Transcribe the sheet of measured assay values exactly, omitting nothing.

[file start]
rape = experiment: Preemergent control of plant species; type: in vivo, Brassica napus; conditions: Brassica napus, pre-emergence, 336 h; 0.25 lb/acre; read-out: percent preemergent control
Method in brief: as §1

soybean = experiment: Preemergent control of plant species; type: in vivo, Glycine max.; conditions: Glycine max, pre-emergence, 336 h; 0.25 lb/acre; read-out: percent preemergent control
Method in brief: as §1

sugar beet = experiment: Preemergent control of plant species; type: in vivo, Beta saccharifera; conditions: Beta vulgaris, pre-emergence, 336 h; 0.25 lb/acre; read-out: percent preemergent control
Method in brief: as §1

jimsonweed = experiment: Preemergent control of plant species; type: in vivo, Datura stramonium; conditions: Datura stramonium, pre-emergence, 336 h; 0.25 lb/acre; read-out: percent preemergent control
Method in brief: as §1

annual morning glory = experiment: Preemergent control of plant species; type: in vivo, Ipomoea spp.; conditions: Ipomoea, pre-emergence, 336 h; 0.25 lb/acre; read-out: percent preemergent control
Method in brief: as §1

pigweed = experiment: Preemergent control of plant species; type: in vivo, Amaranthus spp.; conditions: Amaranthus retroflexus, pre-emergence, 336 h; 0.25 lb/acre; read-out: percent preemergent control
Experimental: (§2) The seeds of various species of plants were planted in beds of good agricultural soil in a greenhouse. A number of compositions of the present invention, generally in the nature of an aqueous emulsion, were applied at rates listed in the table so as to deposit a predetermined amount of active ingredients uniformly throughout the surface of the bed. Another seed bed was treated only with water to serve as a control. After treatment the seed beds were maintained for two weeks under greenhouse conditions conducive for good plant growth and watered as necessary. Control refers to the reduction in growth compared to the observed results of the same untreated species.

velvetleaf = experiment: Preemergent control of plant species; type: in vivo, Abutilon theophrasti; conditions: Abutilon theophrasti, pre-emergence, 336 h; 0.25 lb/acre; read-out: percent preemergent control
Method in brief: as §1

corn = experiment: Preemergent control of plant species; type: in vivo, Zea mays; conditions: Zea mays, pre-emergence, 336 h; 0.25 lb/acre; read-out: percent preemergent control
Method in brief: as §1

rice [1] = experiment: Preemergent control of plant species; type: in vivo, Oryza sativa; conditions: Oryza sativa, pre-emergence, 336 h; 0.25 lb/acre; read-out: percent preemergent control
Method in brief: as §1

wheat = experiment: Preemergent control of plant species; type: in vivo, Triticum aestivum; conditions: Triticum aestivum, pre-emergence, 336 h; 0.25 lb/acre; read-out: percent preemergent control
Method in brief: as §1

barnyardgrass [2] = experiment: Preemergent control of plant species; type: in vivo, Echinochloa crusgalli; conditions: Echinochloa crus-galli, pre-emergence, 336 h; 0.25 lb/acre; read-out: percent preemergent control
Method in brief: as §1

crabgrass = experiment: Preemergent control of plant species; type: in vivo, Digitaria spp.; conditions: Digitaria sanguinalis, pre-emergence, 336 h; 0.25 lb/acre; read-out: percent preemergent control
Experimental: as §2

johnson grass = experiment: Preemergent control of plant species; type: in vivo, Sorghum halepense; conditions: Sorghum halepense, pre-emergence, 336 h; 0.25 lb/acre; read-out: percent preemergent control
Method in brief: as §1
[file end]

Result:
rape = experiment: Preemergent control of plant species; type: in vivo, Brassica napus; conditions: Brassica napus, pre-emergence, 336 h; 0.25 lb/acre; read-out: percent preemergent control
Method in brief: as §1

soybean = experiment: Preemergent control of plant species; type: in vivo, Glycine max.; conditions: Glycine max, pre-emergence, 336 h; 0.25 lb/acre; read-out: percent preemergent control
Method in brief: as §1

sugar beet = experiment: Preemergent control of plant species; type: in vivo, Beta saccharifera; conditions: Beta vulgaris, pre-emergence, 336 h; 0.25 lb/acre; read-out: percent preemergent control
Method in brief: as §1

jimsonweed = experiment: Preemergent control of plant species; type: in vivo, Datura stramonium; conditions: Datura stramonium, pre-emergence, 336 h; 0.25 lb/acre; read-out: percent preemergent control
Method in brief: as §1

annual morning glory = experiment: Preemergent control of plant species; type: in vivo, Ipomoea spp.; conditions: Ipomoea, pre-emergence, 336 h; 0.25 lb/acre; read-out: percent preemergent control
Method in brief: as §1

pigweed = experiment: Preemergent control of plant species; type: in vivo, Amaranthus spp.; conditions: Amaranthus retroflexus, pre-emergence, 336 h; 0.25 lb/acre; read-out: percent preemergent control
Experimental: (§2) The seeds of various species of plants were planted in beds of good agricultural soil in a greenhouse. A number of compositions of the present invention, generally in the nature of an aqueous emulsion, were applied at rates listed in the table so as to deposit a predetermined amount of active ingredients uniformly throughout the surface of the bed. Another seed bed was treated only with water to serve as a control. After treatment the seed beds were maintained for two weeks under greenhouse conditions conducive for good plant growth and watered as necessary. Control refers to the reduction in growth compared to the observed results of the same untreated species.

velvetleaf = experiment: Preemergent control of plant species; type: in vivo, Abutilon theophrasti; conditions: Abutilon theophrasti, pre-emergence, 336 h; 0.25 lb/acre; read-out: percent preemergent control
Method in brief: as §1

corn = experiment: Preemergent control of plant species; type: in vivo, Zea mays; conditions: Zea mays, pre-emergence, 336 h; 0.25 lb/acre; read-out: percent preemergent control
Method in brief: as §1

rice [1] = experiment: Preemergent control of plant species; type: in vivo, Oryza sativa; conditions: Oryza sativa, pre-emergence, 336 h; 0.25 lb/acre; read-out: percent preemergent control
Method in brief: as §1

wheat = experiment: Preemergent control of plant species; type: in vivo, Triticum aestivum; conditions: Triticum aestivum, pre-emergence, 336 h; 0.25 lb/acre; read-out: percent preemergent control
Method in brief: as §1

barnyardgrass [2] = experiment: Preemergent control of plant species; type: in vivo, Echinochloa crusgalli; conditions: Echinochloa crus-galli, pre-emergence, 336 h; 0.25 lb/acre; read-out: percent preemergent control
Method in brief: as §1

crabgrass = experiment: Preemergent control of plant species; type: in vivo, Digitaria spp.; conditions: Digitaria sanguinalis, pre-emergence, 336 h; 0.25 lb/acre; read-out: percent preemergent control
Experimental: as §2

johnson grass = experiment: Preemergent control of plant species; type: in vivo, Sorghum halepense; conditions: Sorghum halepense, pre-emergence, 336 h; 0.25 lb/acre; read-out: percent preemergent control
Method in brief: as §1